The Employee Free Choice Act is a worthy, if flawed, response to a fundamental inadequacy in federal labor law: Too often, workers are not free to choose whether or not to join a union. No side is always in the wrong here; the freedom to choose has been threatened by bullying, coercion and manipulation by both unions and management. But it’s the latter most often at fault, since management has more power to stop or delay a move toward unionization than workers and organizers have to push it through.
The federal government shouldn’t join in the fight — only make sure it’s a fair one. Lately, it has done a lousy job of that basic obligation.
Even Senator Arlen Specter would agree with that last point. The Republican-turned-Democrat can point to his objections to EFCA as proof of his boast that he isn’t going to toe the line of his new party, which had made passage of the bill a top priority. But in a 2008 policy essay in the Harvard Journal on Legislation, co-written with Eric Nguyen, Specter excoriated the National Labor Relations Board for issuing “toothless remedies” and allowing endless and harmful delays. “The law today leaves organizers, employers, and employees in limbo during a drawn-out and combative representation contest,” they wrote.
For an example of how management can abuse the process, look no further than the way some in the kosher meat industry have responded when their workers have tried to unionize. And bad behavior by management can go unpunished for years, with little consequence. Washington Monthly recently detailed how Rite Aid used firings and harsh tactics to intimidate workers into rejecting a union and then, when they didn’t, stalled mercilessly on negotiating. The NLRB’s penalties were meaningless to the powerful corporation, “the equivalent of punishing shoplifters by asking them to put the merchandise back,” wrote T.A. Frank.
EFCA seeks to remedy these injustices by dramatically increasing penalties for violating labor laws and allowing either party to seek federal mediation if contract negotiations don’t make progress. But it goes one step further, and here is where the flaws of the bill become apparent.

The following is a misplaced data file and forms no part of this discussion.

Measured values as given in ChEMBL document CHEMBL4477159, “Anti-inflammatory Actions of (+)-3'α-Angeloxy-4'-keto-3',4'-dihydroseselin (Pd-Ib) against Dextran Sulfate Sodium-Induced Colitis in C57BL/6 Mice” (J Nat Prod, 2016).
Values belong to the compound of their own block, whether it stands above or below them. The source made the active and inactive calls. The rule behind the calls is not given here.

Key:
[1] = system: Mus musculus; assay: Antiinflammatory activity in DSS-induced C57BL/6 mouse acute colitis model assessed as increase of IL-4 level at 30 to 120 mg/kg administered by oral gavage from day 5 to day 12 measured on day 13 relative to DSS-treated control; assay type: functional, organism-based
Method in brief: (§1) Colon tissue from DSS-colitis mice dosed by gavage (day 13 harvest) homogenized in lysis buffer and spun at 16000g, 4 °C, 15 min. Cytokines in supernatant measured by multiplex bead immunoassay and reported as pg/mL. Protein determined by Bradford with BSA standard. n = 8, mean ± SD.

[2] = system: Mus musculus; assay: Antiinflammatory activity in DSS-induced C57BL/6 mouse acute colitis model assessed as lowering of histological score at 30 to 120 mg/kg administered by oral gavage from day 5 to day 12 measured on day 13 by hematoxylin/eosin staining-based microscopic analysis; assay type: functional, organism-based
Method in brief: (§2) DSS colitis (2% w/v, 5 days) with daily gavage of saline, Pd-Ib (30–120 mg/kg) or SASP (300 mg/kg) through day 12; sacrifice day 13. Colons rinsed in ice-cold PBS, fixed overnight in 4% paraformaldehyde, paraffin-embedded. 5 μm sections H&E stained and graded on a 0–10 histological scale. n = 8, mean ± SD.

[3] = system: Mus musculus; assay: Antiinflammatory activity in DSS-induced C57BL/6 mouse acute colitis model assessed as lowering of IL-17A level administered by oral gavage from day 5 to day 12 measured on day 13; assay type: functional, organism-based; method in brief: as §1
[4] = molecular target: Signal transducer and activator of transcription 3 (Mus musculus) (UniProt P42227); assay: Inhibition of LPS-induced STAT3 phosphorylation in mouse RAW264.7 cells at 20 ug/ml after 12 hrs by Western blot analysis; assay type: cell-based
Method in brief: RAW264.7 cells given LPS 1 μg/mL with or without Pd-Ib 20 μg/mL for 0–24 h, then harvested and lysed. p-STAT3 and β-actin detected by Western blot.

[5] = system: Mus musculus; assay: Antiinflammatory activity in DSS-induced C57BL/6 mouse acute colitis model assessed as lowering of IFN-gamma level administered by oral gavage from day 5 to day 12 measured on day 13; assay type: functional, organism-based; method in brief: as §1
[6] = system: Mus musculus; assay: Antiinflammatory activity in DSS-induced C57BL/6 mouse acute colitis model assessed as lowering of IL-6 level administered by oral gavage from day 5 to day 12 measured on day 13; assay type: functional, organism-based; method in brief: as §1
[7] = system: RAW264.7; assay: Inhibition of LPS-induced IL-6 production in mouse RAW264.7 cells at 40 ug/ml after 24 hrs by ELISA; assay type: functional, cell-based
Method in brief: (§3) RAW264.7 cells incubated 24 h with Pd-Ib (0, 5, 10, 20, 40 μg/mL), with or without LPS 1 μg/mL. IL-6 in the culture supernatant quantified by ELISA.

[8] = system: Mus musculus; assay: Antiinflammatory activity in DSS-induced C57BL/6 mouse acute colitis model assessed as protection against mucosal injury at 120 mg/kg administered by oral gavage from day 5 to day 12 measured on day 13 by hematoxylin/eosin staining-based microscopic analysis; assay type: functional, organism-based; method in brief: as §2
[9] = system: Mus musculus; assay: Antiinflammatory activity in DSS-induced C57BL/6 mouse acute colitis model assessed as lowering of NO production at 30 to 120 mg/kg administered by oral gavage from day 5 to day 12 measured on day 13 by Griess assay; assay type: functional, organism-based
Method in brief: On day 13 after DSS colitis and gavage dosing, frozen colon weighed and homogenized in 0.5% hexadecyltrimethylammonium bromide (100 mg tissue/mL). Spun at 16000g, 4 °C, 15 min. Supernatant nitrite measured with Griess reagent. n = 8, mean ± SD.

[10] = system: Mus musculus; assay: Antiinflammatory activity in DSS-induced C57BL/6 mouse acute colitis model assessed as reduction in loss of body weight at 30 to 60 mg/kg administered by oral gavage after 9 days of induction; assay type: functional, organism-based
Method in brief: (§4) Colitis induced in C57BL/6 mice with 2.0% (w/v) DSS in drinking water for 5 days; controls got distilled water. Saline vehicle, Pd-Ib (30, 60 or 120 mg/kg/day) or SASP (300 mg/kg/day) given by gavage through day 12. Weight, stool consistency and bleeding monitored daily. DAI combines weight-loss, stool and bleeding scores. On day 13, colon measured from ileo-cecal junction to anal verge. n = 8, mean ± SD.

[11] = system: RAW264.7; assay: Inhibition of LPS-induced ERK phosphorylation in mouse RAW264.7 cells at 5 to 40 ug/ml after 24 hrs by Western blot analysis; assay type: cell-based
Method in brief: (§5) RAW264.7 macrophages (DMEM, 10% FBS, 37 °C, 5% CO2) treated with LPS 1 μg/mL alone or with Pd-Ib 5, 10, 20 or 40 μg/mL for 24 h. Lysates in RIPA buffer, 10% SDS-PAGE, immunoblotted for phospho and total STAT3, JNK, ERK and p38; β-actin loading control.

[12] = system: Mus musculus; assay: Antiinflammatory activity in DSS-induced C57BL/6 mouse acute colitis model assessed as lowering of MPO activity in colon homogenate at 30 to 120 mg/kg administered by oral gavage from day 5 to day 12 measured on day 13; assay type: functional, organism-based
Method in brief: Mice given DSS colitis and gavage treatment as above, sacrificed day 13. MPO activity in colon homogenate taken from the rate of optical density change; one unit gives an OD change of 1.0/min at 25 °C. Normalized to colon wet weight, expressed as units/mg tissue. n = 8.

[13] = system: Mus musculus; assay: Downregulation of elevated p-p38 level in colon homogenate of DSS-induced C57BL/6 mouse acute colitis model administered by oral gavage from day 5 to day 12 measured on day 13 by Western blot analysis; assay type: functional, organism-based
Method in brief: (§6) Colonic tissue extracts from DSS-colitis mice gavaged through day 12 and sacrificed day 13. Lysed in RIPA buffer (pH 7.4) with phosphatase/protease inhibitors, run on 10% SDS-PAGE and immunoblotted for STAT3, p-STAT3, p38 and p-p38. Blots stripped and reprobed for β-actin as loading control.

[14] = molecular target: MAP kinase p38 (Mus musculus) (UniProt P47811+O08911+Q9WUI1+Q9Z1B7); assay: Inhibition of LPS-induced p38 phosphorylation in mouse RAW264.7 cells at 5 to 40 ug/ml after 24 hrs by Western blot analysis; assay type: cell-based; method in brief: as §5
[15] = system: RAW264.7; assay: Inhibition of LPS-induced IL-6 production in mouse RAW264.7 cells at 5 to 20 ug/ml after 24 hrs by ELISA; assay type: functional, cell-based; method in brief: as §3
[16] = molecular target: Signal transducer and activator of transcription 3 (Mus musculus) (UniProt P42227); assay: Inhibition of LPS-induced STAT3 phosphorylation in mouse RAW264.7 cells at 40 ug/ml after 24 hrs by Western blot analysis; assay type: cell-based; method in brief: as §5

Currently, after a majority of workers sign cards requesting union representation, employers are allowed to ask for a secret ballot election to affirm the results. There’s no incentive for a quick vote, and it’s during this long campaign period that employers can abuse the process. So the so-called “card check” provision in EFCA does away with voting and allows for immediate certification if a majority of workers sign union cards.
In eliminating the secret ballot, the “card check” provision addresses one imbalance by going too far in the opposite direction. It also provides a great rhetorical tool for the Republicans, and some Democrats, eager to destroy the bill. But the choice between dumping EFCA and ditching secret ballot elections is not a good one, which is why we should look for alternatives that would remedy this flaw while keeping alive this important labor legislation.
Lawmakers should seek a compromise that shortens the election process to reduce the window for intimidation and guarantees confidentiality for workers. Harvard law professor Benjamin Sachs has offered one such compromise, which would allow employees to safely vote away from the workplace with the technology already used in union elections for airlines and railroads. Under Sachs’s proposal, employers would not be told of an upcoming election but would be allowed to challenge the results afterward. That may need some adjustment; after all, doesn’t management have some right to make its case before workers decide?
But the contours of compromise are there. Truth is, union organizers should have nothing to fear from a secret ballot, if their cause is just and the process fair. Allowing workers to vote freely, absent coercion from bosses or organizers, is the best way to create a more harmonious relationship between the two sides to provide the dignity and security workers deserve, and the flexibility owners need in this challenging economy.